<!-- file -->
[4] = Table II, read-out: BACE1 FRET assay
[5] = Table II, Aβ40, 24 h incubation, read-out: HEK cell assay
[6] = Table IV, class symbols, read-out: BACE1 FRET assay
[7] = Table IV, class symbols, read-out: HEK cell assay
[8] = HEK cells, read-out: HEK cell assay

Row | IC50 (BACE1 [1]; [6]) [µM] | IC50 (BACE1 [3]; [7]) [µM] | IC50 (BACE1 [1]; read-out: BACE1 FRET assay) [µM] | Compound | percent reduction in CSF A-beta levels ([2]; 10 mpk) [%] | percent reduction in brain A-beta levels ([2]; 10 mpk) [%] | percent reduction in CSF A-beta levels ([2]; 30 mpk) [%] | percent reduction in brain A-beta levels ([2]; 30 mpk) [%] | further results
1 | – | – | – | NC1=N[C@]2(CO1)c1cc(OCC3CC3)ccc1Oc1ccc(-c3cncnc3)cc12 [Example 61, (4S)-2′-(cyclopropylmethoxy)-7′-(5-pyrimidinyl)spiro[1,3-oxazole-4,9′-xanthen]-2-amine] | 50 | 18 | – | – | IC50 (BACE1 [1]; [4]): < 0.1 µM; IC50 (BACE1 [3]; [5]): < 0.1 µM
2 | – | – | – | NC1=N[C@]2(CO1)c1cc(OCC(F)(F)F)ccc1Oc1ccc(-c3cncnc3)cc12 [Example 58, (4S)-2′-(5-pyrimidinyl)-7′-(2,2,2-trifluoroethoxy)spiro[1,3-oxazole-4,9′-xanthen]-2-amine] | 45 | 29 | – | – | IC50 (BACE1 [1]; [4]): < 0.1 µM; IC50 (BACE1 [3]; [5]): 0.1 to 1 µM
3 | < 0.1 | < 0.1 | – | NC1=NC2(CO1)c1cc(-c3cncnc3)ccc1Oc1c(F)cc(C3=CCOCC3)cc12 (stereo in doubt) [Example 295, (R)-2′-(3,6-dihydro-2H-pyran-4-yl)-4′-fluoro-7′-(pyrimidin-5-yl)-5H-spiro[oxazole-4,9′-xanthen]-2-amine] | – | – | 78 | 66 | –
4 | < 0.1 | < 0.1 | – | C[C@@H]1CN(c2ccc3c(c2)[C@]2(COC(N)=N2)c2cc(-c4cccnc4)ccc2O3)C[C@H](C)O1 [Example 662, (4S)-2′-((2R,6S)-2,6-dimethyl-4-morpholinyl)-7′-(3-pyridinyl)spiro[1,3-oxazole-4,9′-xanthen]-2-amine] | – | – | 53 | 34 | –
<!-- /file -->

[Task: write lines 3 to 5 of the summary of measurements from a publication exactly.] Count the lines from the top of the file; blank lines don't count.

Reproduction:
[6] = Table IV, class symbols, read-out: BACE1 FRET assay
[7] = Table IV, class symbols, read-out: HEK cell assay
[8] = HEK cells, read-out: HEK cell assay